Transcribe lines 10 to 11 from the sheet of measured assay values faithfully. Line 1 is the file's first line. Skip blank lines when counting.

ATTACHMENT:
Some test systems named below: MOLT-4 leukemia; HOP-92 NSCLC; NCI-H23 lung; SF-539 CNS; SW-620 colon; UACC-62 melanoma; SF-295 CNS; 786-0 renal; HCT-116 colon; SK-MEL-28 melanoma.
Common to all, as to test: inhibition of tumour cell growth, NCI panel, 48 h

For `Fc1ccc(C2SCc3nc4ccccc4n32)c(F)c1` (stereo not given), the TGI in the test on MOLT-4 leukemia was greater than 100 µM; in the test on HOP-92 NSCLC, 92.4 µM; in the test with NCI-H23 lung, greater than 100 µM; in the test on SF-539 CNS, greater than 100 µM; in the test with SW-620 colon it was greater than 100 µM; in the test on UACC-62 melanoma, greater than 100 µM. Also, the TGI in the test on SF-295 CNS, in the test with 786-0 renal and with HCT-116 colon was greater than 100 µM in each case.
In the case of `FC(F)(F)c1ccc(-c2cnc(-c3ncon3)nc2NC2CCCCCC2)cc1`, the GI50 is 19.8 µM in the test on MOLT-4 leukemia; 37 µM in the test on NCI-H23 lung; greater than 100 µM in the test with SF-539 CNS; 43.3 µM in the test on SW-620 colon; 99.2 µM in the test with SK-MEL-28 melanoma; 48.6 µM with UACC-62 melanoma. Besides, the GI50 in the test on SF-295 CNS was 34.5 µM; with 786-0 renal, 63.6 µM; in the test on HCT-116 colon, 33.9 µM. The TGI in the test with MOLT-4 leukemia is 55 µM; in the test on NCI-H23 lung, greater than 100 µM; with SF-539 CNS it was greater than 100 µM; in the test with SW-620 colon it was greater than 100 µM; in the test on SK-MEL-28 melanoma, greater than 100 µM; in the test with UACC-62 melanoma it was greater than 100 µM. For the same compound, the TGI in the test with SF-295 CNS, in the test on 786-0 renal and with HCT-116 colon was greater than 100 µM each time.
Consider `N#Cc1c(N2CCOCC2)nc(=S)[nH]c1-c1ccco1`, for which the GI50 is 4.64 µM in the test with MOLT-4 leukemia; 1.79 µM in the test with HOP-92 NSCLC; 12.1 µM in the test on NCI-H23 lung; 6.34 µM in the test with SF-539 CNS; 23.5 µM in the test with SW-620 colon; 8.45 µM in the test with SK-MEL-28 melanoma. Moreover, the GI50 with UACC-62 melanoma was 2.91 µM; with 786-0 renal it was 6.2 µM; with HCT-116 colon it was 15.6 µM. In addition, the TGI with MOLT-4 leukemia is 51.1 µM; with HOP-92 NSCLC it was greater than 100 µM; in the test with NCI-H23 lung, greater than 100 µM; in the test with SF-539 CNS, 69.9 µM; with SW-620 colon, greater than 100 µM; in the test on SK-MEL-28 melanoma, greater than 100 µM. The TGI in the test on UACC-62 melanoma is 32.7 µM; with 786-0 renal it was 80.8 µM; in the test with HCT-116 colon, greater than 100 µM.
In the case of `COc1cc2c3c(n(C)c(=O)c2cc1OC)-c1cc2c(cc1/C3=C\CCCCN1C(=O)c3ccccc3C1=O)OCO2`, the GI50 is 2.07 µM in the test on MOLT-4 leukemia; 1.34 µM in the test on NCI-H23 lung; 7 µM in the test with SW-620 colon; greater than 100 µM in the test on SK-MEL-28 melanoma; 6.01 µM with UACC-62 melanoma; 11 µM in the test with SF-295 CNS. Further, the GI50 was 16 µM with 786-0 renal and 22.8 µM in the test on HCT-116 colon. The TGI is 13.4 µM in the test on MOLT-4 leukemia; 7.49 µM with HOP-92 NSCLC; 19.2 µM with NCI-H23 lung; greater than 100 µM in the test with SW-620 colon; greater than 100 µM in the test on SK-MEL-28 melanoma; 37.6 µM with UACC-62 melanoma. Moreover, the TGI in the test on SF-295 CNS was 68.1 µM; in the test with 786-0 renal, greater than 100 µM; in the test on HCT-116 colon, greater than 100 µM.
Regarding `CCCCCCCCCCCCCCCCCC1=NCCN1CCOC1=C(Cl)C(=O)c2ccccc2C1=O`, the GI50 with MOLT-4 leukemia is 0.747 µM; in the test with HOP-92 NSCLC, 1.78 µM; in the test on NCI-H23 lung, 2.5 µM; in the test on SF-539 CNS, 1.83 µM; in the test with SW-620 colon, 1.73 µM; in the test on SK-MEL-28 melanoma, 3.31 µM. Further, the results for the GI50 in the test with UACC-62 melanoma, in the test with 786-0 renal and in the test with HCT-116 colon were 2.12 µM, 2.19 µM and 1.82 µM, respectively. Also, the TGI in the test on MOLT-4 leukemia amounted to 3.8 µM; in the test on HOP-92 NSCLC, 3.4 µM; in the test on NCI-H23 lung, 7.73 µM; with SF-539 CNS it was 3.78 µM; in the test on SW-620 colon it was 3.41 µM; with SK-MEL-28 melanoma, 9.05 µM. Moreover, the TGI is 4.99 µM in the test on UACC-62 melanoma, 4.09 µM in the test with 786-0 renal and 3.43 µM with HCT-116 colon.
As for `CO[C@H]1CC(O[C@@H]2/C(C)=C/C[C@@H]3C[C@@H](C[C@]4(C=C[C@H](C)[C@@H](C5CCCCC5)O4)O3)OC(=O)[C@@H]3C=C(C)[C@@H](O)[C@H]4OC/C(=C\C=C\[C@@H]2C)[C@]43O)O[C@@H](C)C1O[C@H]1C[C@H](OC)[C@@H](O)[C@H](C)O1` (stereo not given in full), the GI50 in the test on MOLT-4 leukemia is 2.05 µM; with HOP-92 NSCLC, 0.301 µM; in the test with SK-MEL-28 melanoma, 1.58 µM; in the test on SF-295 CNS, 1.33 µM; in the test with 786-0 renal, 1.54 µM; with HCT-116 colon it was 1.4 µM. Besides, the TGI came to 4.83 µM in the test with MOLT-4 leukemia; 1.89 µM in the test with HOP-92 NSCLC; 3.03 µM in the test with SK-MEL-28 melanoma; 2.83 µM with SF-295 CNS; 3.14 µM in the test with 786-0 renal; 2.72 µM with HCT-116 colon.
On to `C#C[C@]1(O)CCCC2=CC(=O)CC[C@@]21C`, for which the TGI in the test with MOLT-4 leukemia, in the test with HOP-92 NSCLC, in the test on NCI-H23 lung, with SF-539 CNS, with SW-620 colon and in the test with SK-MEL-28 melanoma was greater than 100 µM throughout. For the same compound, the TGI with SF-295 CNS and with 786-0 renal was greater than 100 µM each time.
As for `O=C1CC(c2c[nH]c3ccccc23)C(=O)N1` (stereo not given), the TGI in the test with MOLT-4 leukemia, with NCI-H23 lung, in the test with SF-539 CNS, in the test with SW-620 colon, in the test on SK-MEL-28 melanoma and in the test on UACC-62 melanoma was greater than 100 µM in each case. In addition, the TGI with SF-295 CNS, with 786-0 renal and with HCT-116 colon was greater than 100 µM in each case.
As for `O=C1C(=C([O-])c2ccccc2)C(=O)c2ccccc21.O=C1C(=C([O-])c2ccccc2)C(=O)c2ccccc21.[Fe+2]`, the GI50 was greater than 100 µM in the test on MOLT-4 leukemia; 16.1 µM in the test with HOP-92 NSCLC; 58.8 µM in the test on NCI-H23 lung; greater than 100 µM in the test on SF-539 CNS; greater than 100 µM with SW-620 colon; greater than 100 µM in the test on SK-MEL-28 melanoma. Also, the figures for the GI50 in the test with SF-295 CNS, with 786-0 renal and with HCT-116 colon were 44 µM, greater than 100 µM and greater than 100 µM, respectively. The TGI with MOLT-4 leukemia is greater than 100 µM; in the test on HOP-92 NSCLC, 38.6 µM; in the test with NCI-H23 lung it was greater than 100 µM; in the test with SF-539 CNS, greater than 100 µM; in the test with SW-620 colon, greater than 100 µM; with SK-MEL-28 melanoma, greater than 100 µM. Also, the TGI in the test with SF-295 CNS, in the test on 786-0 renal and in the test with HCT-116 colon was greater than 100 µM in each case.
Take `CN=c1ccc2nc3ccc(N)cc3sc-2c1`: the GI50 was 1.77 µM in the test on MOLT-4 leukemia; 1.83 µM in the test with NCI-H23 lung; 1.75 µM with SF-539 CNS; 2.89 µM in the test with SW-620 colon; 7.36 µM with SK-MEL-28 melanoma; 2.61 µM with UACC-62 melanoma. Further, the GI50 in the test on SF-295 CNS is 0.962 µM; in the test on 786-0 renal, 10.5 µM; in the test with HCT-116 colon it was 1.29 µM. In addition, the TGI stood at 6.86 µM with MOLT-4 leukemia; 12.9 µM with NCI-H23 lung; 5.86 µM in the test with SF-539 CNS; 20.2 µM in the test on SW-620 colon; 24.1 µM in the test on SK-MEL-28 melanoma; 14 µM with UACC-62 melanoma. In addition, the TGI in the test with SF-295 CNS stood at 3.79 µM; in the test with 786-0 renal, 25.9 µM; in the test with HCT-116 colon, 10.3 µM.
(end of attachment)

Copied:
As for `O=C1CC(c2c[nH]c3ccccc23)C(=O)N1` (stereo not given), the TGI in the test with MOLT-4 leukemia, with NCI-H23 lung, in the test with SF-539 CNS, in the test with SW-620 colon, in the test on SK-MEL-28 melanoma and in the test on UACC-62 melanoma was greater than 100 µM in each case. In addition, the TGI with SF-295 CNS, with 786-0 renal and with HCT-116 colon was greater than 100 µM in each case.
As for `O=C1C(=C([O-])c2ccccc2)C(=O)c2ccccc21.O=C1C(=C([O-])c2ccccc2)C(=O)c2ccccc21.[Fe+2]`, the GI50 was greater than 100 µM in the test on MOLT-4 leukemia; 16.1 µM in the test with HOP-92 NSCLC; 58.8 µM in the test on NCI-H23 lung; greater than 100 µM in the test on SF-539 CNS; greater than 100 µM with SW-620 colon; greater than 100 µM in the test on SK-MEL-28 melanoma. Also, the figures for the GI50 in the test with SF-295 CNS, with 786-0 renal and with HCT-116 colon were 44 µM, greater than 100 µM and greater than 100 µM, respectively. The TGI with MOLT-4 leukemia is greater than 100 µM; in the test on HOP-92 NSCLC, 38.6 µM; in the test with NCI-H23 lung it was greater than 100 µM; in the test with SF-539 CNS, greater than 100 µM; in the test with SW-620 colon, greater than 100 µM; with SK-MEL-28 melanoma, greater than 100 µM. Also, the TGI in the test with SF-295 CNS, in the test on 786-0 renal and in the test with HCT-116 colon was greater than 100 µM in each case.